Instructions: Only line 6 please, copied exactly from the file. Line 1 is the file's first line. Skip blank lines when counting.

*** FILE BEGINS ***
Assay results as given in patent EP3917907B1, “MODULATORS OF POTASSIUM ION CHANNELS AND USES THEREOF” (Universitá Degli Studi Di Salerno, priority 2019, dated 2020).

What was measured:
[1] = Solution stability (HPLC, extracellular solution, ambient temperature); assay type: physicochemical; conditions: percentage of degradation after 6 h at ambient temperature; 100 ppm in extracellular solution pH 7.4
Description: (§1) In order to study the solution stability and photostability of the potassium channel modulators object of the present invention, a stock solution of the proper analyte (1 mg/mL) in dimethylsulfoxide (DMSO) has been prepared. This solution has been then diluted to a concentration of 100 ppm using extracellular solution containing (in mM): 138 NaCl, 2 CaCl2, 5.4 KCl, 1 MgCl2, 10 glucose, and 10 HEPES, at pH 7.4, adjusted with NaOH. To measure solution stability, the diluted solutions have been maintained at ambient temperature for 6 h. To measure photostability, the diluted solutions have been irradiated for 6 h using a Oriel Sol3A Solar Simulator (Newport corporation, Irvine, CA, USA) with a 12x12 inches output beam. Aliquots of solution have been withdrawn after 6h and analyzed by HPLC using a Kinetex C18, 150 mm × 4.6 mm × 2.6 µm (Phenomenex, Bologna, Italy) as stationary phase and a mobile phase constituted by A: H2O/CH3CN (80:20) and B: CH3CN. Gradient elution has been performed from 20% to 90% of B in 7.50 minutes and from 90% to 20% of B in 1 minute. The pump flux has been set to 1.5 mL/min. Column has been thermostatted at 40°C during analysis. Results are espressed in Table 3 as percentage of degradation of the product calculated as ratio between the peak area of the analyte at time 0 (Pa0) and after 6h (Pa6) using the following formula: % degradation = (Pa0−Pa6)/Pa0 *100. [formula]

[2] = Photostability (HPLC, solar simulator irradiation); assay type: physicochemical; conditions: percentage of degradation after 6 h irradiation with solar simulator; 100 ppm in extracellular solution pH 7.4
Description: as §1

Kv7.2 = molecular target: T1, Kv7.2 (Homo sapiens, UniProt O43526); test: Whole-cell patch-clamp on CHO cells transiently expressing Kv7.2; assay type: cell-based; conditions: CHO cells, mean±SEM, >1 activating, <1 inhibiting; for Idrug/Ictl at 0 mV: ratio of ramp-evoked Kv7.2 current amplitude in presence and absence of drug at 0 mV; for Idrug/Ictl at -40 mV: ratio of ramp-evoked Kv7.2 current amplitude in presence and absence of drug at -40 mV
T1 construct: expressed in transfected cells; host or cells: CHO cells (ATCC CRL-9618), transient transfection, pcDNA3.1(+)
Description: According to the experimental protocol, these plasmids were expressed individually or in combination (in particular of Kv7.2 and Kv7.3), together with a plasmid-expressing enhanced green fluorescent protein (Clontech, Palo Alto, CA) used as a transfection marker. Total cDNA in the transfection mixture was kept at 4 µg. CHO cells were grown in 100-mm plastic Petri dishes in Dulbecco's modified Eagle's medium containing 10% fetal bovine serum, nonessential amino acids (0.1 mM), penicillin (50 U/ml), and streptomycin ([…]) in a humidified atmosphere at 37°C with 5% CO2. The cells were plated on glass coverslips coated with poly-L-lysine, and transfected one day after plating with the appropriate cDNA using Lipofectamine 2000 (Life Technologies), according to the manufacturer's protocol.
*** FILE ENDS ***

Description: as §1